underRated star: Garbage Collector

In Java, when you run a program, objects will be created, probably using our favorite ‘new’ operator, JVM’s heap stores all these objects. The memory for these new objects is allocated on the heap at run time. Explicit memory management (allocating memory, freeing memory, and keeping track of what memory can be freed when etc) has proved to be a source of bugs, crashes, memory leaks, and poor performance in other programming languages like C/C++.

Here comes Garbage Collector (GC) to the rescue: GC is a thread, which gets started by JVM, runs in the background, and takes care of the ‘garbage’ (objects that are no longer needed by the program)..  thereby freeing up memory J.

[Automatic garbage collection is an integral part of Java and its run-time system.]

In addition to freeing unreferenced objects, a garbage collector may also combat heap fragmentation. When an object is garbage collected and the memory is freed, it might cause empty space in memory between blocks occupied by live objects. After a while, there might be enough unused space in memory but not enough ‘contiguous’ free heap space available. Don’t worry; this is also taken care by GC.

Remember!, The JVM controls the Garbage Collector; it decides when to run the Garbage Collector. Ideally JVM should definitely run GC when it realizes that the memory is running low, but even this behavior can not be guaranteed. One can request the Garbage Collection to happen from within the java program (shown below) but again there is no guarantee that this request will be taken care of by JVM.

Runtime runtime = Runtime.getRuntime().gc();         OR                  System.gc();

An object may have a finalizer: a method that the garbage collector must run on the object prior to freeing the object. To add a finalizer to a class, you simply declare a method in that class as follows:

protected void finalize() throws Throwable {
        //...
        super.finalize();
}

If an exception is thrown during the execution of the finalize() method, the exception will be ignored and the garbage collection (finalization) of that object terminates.

Note: You may enable/disable call of finalize() method on the exit of the application using  Runtime.getRuntime().runFinalizersOnExit(boolean value) .

So First, the garbage collector must in some way detect unreferenced objects. (Step 1)

A garbage collector must then examine all objects it has discovered to be unreferenced to see if any include a finalize() method. (Step 2)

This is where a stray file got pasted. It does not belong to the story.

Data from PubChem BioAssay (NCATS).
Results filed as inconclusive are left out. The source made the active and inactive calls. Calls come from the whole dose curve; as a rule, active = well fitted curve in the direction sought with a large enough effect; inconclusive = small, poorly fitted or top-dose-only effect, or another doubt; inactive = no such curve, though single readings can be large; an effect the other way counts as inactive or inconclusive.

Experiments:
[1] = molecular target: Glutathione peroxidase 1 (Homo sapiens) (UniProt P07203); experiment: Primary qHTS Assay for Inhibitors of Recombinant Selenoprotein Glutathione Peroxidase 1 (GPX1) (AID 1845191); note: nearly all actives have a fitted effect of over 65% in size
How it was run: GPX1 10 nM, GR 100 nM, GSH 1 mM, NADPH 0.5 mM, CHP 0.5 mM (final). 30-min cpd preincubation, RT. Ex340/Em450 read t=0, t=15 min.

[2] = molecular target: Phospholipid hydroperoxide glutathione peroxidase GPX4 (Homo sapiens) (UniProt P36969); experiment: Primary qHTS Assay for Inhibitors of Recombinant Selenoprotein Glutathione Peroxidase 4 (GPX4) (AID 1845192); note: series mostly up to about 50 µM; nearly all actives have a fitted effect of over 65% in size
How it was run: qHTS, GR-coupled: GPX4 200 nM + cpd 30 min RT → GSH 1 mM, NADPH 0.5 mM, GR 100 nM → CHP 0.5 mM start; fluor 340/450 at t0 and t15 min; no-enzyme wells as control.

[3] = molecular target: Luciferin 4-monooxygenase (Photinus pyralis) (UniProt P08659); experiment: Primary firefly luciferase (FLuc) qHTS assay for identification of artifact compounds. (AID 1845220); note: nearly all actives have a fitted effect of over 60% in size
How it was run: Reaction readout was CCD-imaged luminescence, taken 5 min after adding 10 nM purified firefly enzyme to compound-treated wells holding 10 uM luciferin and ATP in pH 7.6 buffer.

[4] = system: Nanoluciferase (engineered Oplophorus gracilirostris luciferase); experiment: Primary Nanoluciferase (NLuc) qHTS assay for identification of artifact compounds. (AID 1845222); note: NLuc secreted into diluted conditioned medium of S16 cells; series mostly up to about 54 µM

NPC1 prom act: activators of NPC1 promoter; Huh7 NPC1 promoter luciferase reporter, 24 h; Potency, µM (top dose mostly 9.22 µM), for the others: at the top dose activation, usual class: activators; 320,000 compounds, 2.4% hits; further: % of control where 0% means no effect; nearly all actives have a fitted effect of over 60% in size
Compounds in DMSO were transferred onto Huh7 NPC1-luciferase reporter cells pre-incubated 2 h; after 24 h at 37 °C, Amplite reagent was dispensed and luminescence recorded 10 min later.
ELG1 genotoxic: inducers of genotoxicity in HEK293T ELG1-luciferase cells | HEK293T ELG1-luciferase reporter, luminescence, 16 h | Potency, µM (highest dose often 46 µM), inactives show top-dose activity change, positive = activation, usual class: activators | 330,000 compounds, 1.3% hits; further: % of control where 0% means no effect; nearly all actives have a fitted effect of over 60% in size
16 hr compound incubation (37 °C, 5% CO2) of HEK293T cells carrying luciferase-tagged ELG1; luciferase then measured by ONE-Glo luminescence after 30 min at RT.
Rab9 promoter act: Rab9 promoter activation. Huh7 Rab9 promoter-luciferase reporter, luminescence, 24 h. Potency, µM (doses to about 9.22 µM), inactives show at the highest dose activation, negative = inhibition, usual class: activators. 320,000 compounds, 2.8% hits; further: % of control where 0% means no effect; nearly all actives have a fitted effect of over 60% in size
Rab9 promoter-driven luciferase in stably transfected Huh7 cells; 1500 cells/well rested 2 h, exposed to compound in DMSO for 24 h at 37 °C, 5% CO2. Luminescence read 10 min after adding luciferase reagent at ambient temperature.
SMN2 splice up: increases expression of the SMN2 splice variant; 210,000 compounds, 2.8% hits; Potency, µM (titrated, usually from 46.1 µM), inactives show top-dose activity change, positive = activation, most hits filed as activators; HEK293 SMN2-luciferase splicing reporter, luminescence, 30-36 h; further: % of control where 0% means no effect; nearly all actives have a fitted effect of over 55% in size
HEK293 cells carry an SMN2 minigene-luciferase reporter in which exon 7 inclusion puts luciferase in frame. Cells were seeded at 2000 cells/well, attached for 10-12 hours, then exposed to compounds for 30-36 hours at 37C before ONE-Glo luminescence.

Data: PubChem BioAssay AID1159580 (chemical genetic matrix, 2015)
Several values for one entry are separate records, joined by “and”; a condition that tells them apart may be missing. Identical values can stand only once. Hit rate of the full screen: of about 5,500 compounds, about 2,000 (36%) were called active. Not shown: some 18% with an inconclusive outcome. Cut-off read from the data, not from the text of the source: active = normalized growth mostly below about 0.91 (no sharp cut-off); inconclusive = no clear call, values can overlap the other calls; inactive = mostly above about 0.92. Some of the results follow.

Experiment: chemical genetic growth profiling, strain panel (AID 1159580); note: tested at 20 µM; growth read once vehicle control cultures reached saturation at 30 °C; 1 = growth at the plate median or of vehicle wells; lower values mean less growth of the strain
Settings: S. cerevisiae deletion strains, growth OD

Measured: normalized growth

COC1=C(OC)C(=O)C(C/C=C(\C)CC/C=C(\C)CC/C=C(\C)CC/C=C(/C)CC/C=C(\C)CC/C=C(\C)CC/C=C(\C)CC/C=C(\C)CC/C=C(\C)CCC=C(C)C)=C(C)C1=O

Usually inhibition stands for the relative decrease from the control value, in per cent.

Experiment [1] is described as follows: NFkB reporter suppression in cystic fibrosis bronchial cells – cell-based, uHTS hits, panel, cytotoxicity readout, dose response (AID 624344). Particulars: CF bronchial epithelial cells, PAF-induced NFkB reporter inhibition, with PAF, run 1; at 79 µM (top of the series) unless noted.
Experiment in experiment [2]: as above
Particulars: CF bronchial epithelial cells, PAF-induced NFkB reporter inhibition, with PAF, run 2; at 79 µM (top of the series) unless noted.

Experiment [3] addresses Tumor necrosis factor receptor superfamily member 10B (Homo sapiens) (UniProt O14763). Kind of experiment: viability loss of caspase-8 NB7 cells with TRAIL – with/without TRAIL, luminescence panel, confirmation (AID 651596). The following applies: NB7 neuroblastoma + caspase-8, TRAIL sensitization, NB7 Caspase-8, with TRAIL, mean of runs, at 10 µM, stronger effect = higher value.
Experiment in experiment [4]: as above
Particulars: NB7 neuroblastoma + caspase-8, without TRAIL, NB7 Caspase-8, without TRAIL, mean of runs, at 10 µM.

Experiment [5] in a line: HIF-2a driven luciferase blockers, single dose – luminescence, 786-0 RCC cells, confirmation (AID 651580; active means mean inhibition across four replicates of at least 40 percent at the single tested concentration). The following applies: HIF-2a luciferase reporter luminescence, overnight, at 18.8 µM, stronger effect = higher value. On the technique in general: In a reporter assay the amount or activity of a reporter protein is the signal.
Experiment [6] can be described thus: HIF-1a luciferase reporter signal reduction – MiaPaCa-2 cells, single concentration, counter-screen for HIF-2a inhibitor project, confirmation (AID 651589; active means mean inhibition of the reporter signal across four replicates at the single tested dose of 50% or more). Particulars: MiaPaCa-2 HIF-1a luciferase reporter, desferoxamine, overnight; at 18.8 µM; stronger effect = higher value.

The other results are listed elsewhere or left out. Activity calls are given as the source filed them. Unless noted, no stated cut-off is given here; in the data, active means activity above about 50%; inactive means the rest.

After executing all finalizers, the garbage collector must once again detect unreferenced objects starting with the root nodes. This step is needed because finalizers can “resurrect” unreferenced objects and make them referenced again. (Step 3)

Ok you will understand how to GC pulls of these 3 steps once you have idea about how the GC classifies the objects on the heap..

Reachability lifecycle of Objects

Every object on the heap is in one of three states: reachable, resurrectable, or unreachable.

Reachable: A live thread holds reference to this object. In JVMs terms, the object can be ‘reached’ by tracing out the graph of object references starting with the root nodes. Every object begins its life in the reachable state, and stays reachable so long as the program maintains at least one reachable reference to the object. As soon as the program releases all references to an object, however, the object becomes ‘resurrectable’.

Resurrectable: An object is in the resurrectable state if it is not currently reachable by tracing the graph of references starting with the root nodes, but could potentially be made reachable again later when the garbage collector executes some finalizer. All objects, not just objects that declare a finalize() method, pass through the resurrectable state. As mentioned in the previous section, the finalizer for an object may “resurrect” itself or any other resurrectable object by making the objects reachable again. Because any object in the resurrectable state could potentially be made reachable again by its own or some other object’s finalize() method, the garbage collector cannot reclaim the memory occupied by a resurrectable object before it makes certain the object won’t be brought back to life through the execution of a finalizer. By running the finalizers of all resurrectable objects that declare a finalize() method, the garbage collector will transform the state of all resurrectable objects, either back to the reachable state (for objects that get resurrected), or forward to the unreachable state.